CC: You are a poet, artist and filmmaker. Your work at Frieze will include both film and music. What is the relationship between the medium and the narrative? In other words, what does the medium offer in terms of facilitating your story?

HSS: I wouldn’t go as far as filmmaker. I like to meddle with video as far as it is in the service of my poetry. Music, however, is a large part of my practice, not least because my partner, David, is a composer and jazz drummer. He works on the sound of most of my pieces, not simply to create atmospheres, but to extend the narrative of the work from where poetry ends. From where language means too much. Sound affords this blurring of form and subject matter that other art forms possibly don’t. What does a dinosaur, anterior to human thought, sound like? How can a graph of latitudes and longitudes change the dynamics of what you hear? What does emission sound like? What does reception sound like? What does a semicolon sound like? And what does imagining these potentials allow for in broadening our epistemologies, in filtering frequencies outside of the humanly audible range of 20-20,000 Hz?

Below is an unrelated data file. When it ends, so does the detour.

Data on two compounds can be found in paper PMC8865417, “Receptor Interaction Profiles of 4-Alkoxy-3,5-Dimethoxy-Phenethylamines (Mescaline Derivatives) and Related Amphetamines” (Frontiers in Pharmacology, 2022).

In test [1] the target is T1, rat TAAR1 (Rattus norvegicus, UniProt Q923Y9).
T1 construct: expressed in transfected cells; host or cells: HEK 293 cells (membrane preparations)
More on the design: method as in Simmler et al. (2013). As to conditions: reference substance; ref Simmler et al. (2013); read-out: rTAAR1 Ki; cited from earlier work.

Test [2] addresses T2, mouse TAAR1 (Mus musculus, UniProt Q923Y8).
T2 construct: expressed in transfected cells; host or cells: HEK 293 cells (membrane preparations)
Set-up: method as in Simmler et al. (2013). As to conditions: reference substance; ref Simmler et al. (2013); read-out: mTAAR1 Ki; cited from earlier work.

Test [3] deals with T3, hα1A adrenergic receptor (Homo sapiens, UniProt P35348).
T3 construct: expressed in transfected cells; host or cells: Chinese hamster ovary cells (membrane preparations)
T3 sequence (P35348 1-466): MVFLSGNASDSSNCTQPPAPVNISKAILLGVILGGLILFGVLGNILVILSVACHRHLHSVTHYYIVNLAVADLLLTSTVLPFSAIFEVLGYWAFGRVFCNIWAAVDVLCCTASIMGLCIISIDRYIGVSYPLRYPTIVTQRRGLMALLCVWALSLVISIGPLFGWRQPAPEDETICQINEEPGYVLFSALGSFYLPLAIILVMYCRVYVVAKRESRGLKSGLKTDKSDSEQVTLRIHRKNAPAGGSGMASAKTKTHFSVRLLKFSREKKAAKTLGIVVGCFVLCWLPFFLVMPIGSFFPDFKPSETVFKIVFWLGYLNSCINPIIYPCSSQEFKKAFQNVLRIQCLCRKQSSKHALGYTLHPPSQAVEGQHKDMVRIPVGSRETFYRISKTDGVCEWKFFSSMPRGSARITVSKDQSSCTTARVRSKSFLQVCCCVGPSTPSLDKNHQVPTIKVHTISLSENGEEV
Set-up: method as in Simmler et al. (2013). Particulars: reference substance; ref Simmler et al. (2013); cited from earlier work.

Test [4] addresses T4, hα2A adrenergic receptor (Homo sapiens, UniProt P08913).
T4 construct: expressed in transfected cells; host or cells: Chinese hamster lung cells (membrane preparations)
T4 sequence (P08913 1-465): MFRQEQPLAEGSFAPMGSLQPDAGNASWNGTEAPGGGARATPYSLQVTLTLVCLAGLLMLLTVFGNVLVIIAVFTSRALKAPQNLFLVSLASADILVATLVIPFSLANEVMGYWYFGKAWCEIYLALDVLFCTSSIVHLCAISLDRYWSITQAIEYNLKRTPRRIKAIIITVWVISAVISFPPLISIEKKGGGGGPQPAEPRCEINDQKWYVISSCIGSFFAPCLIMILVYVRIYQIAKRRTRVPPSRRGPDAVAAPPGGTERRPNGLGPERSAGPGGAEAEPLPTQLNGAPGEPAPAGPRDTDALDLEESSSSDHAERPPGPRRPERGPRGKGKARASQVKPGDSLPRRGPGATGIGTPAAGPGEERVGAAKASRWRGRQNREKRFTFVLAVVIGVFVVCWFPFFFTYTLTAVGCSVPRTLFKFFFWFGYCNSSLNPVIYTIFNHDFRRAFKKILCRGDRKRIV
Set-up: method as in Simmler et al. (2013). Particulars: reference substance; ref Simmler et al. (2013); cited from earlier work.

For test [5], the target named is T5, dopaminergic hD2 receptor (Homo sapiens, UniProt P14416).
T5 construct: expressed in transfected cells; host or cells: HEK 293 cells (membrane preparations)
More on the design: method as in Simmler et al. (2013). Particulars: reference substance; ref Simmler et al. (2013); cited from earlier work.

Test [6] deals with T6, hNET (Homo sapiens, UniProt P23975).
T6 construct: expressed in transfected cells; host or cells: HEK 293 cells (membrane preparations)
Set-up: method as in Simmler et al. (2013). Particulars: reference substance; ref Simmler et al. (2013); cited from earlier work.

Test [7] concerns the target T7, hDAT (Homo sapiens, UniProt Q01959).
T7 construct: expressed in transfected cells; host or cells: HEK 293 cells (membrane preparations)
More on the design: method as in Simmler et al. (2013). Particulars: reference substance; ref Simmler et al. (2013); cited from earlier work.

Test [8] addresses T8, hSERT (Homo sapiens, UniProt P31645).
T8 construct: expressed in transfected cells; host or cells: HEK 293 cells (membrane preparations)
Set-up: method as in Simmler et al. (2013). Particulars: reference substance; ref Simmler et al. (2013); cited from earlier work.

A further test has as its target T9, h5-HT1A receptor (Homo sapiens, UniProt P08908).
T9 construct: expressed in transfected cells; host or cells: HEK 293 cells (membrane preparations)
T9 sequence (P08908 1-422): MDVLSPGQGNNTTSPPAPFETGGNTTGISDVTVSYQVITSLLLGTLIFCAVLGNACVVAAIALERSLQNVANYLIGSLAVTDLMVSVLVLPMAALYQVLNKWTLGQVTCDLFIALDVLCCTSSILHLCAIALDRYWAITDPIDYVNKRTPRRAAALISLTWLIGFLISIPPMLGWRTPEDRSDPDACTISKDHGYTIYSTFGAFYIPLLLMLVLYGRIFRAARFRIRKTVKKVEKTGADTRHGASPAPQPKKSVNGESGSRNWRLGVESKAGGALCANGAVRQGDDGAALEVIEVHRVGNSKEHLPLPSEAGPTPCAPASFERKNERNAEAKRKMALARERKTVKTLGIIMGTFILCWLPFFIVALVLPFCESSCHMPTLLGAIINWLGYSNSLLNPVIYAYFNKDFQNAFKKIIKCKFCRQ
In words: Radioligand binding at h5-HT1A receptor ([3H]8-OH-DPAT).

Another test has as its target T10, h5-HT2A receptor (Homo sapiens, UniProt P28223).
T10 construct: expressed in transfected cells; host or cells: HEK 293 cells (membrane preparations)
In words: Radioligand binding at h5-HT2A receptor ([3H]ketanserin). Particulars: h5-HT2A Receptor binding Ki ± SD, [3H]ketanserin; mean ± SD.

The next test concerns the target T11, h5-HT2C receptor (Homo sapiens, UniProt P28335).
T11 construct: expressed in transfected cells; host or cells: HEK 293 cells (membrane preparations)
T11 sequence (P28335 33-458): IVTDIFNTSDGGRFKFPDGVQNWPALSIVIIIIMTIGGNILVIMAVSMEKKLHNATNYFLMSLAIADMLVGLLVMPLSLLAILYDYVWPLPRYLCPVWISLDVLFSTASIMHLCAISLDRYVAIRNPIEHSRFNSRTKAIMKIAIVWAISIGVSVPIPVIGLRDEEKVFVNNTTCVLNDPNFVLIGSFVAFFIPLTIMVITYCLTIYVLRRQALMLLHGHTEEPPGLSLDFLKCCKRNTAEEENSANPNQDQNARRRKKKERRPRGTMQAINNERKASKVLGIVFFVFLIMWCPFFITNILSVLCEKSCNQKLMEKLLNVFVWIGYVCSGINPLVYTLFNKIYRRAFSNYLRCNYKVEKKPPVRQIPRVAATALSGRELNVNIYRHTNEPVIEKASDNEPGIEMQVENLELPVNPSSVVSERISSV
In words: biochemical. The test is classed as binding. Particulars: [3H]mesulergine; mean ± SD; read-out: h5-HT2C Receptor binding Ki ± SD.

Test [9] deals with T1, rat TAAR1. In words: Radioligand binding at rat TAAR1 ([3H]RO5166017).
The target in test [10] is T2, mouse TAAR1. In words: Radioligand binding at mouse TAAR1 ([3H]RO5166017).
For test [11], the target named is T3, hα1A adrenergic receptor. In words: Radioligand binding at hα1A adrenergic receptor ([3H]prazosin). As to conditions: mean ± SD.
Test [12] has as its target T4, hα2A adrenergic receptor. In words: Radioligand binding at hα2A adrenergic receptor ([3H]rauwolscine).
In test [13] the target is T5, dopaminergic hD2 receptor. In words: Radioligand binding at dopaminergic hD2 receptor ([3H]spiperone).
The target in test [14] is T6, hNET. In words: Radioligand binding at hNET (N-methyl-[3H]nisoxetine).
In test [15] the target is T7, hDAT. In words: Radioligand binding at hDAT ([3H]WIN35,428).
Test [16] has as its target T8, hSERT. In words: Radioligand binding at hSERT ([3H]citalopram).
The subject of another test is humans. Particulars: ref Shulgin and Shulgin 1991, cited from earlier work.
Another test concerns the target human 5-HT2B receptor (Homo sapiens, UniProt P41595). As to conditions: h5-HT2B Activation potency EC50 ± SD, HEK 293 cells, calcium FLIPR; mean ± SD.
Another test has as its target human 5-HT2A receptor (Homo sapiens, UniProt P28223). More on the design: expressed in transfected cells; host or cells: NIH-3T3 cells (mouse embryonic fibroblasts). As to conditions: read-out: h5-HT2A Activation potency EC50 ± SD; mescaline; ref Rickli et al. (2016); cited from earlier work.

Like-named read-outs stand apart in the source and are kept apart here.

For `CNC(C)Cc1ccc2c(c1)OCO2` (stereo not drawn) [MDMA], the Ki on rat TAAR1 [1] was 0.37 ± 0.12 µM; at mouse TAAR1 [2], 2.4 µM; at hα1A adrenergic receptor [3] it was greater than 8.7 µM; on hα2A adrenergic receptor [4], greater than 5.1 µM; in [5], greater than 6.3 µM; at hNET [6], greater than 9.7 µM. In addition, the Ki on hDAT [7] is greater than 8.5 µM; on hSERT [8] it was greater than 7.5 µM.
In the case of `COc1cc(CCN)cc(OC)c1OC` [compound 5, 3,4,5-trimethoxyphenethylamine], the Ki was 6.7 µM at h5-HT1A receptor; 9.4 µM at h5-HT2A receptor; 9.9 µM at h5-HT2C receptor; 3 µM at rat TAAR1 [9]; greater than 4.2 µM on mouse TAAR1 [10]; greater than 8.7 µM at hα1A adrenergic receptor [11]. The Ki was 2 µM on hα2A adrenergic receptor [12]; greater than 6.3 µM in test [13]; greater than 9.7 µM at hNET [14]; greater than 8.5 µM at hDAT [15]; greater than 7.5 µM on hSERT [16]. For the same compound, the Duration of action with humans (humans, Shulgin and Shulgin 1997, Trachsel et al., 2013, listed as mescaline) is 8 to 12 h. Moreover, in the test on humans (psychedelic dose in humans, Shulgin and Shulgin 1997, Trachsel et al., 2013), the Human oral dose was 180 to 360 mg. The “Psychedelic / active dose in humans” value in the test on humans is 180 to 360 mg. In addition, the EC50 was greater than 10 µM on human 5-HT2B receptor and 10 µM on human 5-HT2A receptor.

CC: Arguably, the 21st century is characterised by two things: a rapid growth in climate change, and increasing xenophobia and aversion to outsiders. Both these currents stem from an inherent lack of compassion, and are themes you have addressed in your work. In this context, would you define your practice as inherently political? Alternately, do you believe that art-making should be political?

HSS: Seeing the world in all its symmetry also means seeing its systematic and vicious entanglements. The process of transforming something from a thing or a thought into something that can be interpreted in a myriad different ways is an act of love. A critical expression of feeling. It is also a democratic act: the artist releases authority over her work: the viewer becomes an active participant. I don’t know if art should be anything, because it inherently refuses itself at every point, but I do know that artists must be good citizens.